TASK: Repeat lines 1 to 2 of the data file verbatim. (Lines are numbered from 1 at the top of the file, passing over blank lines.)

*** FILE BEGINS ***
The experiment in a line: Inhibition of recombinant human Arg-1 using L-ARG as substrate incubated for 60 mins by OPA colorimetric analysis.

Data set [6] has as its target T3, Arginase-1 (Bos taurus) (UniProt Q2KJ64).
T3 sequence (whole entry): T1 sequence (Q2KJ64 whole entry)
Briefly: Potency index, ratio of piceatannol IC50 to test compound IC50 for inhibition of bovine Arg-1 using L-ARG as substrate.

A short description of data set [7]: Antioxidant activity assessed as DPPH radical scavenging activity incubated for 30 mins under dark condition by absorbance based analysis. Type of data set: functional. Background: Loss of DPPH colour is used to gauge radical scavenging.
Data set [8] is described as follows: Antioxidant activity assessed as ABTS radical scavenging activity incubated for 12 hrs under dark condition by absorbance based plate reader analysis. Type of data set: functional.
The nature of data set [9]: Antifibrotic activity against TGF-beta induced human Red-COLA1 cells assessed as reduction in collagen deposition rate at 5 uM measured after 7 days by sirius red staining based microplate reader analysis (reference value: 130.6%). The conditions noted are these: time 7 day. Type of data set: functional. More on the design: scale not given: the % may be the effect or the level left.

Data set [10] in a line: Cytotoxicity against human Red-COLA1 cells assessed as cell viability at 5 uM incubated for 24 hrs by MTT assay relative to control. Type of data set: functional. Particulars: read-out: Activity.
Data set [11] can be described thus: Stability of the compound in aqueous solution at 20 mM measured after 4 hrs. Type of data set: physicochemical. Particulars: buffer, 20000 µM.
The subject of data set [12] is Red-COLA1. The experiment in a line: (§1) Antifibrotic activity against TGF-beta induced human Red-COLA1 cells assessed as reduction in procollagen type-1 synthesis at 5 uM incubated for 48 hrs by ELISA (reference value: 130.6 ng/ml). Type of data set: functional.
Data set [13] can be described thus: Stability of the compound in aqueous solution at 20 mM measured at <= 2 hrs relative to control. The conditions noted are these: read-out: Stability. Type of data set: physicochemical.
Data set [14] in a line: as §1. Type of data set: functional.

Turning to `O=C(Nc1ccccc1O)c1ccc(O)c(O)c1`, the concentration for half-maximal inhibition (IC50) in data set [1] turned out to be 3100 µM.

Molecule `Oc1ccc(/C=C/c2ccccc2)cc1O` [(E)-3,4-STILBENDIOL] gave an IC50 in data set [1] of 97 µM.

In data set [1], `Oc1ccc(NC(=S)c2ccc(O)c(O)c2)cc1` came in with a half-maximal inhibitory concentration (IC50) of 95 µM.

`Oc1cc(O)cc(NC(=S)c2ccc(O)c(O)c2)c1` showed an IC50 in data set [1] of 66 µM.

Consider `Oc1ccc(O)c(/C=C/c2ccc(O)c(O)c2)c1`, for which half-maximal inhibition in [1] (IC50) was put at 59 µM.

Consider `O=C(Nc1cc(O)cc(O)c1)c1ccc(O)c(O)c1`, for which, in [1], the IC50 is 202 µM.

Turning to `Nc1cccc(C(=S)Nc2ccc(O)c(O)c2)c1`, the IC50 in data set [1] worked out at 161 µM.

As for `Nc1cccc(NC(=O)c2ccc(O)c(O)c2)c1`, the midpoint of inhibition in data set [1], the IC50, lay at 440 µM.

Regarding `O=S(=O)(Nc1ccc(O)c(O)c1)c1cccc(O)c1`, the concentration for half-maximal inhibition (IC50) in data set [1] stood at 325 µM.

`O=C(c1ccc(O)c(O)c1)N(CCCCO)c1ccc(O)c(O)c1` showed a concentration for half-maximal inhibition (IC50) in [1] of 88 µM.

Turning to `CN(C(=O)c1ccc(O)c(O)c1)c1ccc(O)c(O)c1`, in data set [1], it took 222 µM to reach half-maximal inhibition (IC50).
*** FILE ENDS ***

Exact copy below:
The experiment in a line: Inhibition of recombinant human Arg-1 using L-ARG as substrate incubated for 60 mins by OPA colorimetric analysis.

Data set [6] has as its target T3, Arginase-1 (Bos taurus) (UniProt Q2KJ64).